Researchers with UT Southwestern’s Harold C. Simmons Comprehensive Cancer Center found during a recent trial that Larotrectinib, a cancer-treatment drug targeting a specific gene fusion occurring in certain types of cancerous tumors, was 93% effective in treating pediatric cancer cases.
The report, published in The Lancet Oncology, covered 24 cases between Dec 21, 2015, and April 13, 2017, that involved a specific gene fusion wherein tropomyosin receptor kinase (TRK) fuses with another gene inside the cancer cell, causing uncontrolled TRK growth. The subjects underwent trials with Larotrectinib.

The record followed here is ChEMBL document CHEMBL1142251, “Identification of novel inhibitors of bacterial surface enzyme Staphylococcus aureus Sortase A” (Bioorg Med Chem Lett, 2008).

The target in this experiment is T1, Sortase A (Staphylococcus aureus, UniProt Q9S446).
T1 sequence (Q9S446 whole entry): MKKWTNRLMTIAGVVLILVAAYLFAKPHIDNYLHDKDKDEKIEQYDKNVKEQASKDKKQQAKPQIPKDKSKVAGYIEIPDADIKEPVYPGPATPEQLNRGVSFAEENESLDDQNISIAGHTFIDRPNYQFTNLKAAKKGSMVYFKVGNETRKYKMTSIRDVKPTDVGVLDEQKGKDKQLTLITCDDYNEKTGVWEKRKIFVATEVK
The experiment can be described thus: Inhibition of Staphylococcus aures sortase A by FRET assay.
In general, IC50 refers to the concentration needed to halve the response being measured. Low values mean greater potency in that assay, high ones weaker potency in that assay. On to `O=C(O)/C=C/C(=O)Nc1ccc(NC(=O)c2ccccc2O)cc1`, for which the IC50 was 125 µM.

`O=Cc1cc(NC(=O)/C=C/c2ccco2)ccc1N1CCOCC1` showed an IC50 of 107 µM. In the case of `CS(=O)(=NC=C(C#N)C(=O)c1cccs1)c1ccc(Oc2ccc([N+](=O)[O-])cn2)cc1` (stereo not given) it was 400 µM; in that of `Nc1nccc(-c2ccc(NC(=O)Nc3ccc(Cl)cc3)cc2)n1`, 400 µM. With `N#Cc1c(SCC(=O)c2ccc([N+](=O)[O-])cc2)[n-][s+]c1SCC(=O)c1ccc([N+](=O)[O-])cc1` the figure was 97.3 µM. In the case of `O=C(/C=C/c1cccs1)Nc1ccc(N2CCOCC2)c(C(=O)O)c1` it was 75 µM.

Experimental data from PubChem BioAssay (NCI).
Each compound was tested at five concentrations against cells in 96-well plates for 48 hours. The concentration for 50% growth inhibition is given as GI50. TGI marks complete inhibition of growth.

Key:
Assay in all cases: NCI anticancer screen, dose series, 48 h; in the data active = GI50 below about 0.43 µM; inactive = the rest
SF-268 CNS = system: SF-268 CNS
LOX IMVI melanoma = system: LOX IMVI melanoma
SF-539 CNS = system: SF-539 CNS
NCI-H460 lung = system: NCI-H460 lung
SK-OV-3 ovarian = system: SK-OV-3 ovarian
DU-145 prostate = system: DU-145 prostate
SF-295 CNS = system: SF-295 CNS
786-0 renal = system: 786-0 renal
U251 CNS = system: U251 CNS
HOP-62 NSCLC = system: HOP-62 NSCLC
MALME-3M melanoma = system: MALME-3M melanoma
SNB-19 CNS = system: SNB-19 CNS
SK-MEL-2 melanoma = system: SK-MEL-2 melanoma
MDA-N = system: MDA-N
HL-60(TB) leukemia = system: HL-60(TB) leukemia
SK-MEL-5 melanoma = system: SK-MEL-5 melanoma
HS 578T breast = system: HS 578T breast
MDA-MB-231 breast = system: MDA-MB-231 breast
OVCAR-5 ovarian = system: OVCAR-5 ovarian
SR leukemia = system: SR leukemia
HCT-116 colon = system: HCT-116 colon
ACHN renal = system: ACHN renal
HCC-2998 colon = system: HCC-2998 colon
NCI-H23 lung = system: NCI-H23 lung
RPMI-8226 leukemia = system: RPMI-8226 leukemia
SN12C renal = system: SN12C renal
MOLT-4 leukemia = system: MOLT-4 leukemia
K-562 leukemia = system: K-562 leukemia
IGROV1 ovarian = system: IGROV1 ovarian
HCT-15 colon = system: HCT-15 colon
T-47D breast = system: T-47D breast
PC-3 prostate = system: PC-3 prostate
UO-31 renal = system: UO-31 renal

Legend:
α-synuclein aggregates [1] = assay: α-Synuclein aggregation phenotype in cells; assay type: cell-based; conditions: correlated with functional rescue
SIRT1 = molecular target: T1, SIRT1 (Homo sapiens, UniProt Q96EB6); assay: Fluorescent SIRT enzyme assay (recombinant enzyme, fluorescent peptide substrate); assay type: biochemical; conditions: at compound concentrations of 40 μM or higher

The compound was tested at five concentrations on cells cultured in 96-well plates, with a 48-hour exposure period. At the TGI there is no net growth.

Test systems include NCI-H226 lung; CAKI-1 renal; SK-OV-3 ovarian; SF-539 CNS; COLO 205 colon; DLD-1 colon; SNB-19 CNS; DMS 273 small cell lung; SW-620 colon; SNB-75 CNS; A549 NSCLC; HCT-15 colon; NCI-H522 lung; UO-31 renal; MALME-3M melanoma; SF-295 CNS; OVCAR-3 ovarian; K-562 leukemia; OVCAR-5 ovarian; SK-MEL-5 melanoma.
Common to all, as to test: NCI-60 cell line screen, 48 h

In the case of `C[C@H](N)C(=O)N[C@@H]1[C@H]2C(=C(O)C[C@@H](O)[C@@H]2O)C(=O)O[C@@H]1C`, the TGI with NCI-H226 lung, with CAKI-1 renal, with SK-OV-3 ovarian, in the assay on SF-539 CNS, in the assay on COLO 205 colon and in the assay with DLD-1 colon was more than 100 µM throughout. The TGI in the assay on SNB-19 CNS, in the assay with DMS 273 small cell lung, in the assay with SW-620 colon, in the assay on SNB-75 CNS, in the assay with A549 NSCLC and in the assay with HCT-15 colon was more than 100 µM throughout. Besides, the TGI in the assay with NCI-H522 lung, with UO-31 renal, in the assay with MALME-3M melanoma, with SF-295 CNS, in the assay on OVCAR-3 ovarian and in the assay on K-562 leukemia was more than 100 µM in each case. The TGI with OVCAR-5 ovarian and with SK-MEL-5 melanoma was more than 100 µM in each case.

Although TRK fusion occurs in a small amount of common adult cancers, higher rates occur in rare pediatric cancers such as infantile fibrosarcoma, cellular congenital mesoblastic nephroma, and papillary thyroid cancer, according to a statement by Dr. Ted Laetsch, assistant professor of pediatrics with the center.
The drug hones in on the TRK receptors instead of indiscriminately affecting entire organs or areas of the body, which UT Southwestern says reduces side effects for patients.